Time-stretching is also available and the algorithm sounds authentically close to an Akai S950 for all the junglists.

Also consider...

Roland SP-404 MKII

(Image credit: Roland)

Roland SP-404 MKII
Roland’s recent update of another classic hip-hop sampler, is a lot lighter on the pocket for producers on a budget. An expanded effect section and an OLED screen are just some of the new features that bring this sampler bang up to date.

Elektron Octatrack MkII
The Octatrack has plenty of quirks but there’s a reason it’s still a popular machine 12 years after launch. An extremely deep and powerful sampler.

Rossum SP-1200
Rossum’s re-release of the E-mu SP1200 is practically identical to the original in operation, (including the limitations of the original!). Maximum sample time, however, has been increased from 10 to 20 seconds. One for the (wealthier) purists.

The S2400 offers three modulation envelopes: one a classic ASR for volume and two fully featured AHDSHR. These can be set to control pitch and/or filter cutoff. The filters on the first two channels are analogue and the other six are all digital multimode. An additional analogue filter board is apparently in the works.

Originally only featuring eight channels (with the ability to bounce channels to make more space), the new update has expanded this to 32 sampler tracks (mono or stereo), of which 16 can play simultaneously! 

Quantisation can be used for recording or applied afterwards; the highest resolution for recording is  256th notes which is as close to unquantised as is possible. All tracks can be quantised individually.

Once you’ve recorded your pattern, you can enter the note sequencer and cut, paste, and edit your notes as required. Triggers can also be nudged forwards or back for fine tuning the feel or correcting any errors. Alternatively you can enter patterns x0x-style with the mute/solo buttons if you prefer. 

The sequencer is not as complex as an Elektron box and doesn’t feature randomisation or probability, but you can alter a lot of settings on a per-step basis. The S2400 also boasts very full featured MIDI implementation so you should have no problem triggering it from your favoured sequencer or DAW.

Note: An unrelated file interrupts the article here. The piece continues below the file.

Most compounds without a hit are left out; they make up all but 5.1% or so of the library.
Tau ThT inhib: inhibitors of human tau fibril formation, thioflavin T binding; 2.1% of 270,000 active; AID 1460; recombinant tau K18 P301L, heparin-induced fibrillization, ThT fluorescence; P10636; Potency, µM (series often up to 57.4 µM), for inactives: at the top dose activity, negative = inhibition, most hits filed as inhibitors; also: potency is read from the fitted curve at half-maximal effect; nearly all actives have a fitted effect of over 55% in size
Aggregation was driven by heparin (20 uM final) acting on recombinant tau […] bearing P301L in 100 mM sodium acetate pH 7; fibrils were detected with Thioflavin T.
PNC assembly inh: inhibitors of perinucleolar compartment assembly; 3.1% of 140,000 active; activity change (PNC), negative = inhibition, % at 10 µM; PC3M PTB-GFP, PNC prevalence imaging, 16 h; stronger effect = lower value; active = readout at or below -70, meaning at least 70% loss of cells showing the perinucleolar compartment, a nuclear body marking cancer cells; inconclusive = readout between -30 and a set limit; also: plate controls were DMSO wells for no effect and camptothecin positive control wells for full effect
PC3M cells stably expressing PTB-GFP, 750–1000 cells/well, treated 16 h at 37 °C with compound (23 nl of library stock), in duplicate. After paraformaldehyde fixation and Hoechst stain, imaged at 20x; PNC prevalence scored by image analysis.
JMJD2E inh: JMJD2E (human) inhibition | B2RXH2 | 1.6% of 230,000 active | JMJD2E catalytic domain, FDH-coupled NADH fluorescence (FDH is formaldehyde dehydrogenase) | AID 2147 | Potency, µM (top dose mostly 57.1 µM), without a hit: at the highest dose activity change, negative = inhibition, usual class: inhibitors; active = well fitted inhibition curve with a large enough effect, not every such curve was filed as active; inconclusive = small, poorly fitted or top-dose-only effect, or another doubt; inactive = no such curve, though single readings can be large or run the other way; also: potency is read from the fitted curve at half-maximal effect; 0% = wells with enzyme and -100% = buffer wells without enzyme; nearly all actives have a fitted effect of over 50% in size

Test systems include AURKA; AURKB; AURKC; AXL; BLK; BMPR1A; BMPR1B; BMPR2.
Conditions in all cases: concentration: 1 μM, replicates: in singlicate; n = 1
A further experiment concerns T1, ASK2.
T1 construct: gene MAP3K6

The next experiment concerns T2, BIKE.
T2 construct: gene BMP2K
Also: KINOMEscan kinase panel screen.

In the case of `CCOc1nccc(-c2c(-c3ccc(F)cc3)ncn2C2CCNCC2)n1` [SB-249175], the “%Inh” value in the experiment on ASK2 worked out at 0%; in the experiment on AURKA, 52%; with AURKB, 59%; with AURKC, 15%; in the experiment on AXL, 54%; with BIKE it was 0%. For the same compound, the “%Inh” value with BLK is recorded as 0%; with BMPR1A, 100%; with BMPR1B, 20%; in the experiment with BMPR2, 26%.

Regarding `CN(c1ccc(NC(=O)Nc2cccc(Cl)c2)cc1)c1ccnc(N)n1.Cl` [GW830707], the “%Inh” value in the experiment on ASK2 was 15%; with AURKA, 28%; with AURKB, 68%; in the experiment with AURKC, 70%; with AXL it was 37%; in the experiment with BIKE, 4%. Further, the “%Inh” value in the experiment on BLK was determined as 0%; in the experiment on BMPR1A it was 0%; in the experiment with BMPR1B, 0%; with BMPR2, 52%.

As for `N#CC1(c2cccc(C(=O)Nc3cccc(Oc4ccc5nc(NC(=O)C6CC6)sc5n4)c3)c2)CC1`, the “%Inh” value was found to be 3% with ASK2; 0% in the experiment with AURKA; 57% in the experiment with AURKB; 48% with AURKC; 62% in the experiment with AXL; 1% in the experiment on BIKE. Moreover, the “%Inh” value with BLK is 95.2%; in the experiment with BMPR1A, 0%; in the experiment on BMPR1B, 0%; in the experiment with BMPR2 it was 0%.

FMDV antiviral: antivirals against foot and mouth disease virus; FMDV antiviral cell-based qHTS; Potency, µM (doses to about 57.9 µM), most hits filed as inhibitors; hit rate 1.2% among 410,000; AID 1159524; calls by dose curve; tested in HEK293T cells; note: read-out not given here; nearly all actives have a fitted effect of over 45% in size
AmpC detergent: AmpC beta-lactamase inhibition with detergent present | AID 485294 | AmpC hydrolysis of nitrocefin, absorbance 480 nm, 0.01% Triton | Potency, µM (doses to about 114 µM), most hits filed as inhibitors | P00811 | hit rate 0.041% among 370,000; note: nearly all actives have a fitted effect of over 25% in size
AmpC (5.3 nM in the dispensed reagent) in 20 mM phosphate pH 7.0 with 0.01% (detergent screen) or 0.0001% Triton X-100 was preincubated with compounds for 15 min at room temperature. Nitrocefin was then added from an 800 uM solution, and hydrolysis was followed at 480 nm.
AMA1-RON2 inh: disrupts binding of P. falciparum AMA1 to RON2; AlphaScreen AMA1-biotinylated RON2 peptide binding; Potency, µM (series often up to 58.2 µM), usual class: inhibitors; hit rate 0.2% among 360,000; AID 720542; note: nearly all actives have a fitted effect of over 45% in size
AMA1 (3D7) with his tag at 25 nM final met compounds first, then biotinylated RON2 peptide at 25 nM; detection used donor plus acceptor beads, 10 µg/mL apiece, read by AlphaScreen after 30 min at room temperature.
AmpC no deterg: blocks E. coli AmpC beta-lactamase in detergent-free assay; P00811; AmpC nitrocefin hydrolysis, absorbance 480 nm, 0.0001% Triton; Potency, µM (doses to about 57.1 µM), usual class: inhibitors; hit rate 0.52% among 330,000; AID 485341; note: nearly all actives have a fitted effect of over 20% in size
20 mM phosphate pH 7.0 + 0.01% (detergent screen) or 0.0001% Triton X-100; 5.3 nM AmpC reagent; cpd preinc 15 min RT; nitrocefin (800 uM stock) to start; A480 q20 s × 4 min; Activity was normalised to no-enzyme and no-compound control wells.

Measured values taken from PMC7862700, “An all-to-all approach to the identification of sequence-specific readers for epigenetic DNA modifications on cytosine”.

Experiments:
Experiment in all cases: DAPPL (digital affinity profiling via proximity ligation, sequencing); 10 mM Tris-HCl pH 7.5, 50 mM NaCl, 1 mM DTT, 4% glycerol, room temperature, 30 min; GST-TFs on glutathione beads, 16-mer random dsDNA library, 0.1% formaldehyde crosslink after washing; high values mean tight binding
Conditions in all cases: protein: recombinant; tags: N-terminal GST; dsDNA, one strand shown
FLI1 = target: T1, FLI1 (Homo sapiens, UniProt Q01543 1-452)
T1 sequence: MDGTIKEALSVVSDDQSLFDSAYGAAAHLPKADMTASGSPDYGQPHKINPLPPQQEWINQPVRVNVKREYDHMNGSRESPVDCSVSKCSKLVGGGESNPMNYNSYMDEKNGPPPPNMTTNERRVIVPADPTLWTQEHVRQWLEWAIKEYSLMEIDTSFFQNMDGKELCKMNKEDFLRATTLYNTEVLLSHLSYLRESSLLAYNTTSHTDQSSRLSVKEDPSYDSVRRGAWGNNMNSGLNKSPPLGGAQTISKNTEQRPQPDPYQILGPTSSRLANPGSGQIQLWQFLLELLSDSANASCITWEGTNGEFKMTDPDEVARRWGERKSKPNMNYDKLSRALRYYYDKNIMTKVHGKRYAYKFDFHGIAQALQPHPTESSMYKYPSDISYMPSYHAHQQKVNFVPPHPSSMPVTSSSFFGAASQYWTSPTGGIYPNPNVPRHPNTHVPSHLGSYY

When you’ve made a few patterns, the Song mode lets you chain them, mute, solo and vary tempo and swing to create full tracks.

Isla Instruments S2400

(Image credit: Future)

Beyond retro drum machine recreation, Isla seems set on making this a do-it-all groovebox. Up to 32 MIDI-only channels can now be used to control other hardware, and the audio inputs can be used for full live looping functionality which uses Bank D and works on top of the already playing sampler Banks A-C. 

One thing missing in this regard is any built-in effects. If these were available, you could easily make full tracks in the box but as it is, you’d need to resample through the external effects. 

In a studio, this may not be an issue but for bedroom producers, it will be a frustration and it seems a strange omission in a unit which goes beyond the retro in so many other ways. 

There’s talk from the developers of a plugin effects board, so let’s hope this happens soon.

MusicRadar verdict: This looks and sounds great and it seems there’s plenty more to come in its future. Not just made for nostalgia heads, this is simply a great drum machine.

Isla Instruments S2400: The web says

"Isla has hit the sweet spot, staying faithful to what made the SPs great while developing the blueprint into something fresh and relevant. It’s a worthy successor to the iconic SP."

Isla Instruments S2400: Hands-on demos

Isla Instruments

Ricky Tinez

Doctor Mix

Alex Ball

Adam Audio A8H: Specifications

  • KEY FEATURES: Rock solid 16Ga cold-rolled steel enclosure with 6mm anodised aluminium sidewalls. Aluminum knobs. 16-bit 48kHz ‘Hi-Fi’ sampling/playback engine or 12-bit 26kHz ‘classic’ sampling/playback engine. Sample up to 21.5 minutes per slot (classic/mono), 5.5 minutes (hi-fi/stereo). 
  • Multiple sequence entry methods: Live recording, step sequence, piano roll GUI, TR x0x Style. 32 stereo audio tracks w/ 16-voice polyphony. 
  • CONTACT: Isla Instruments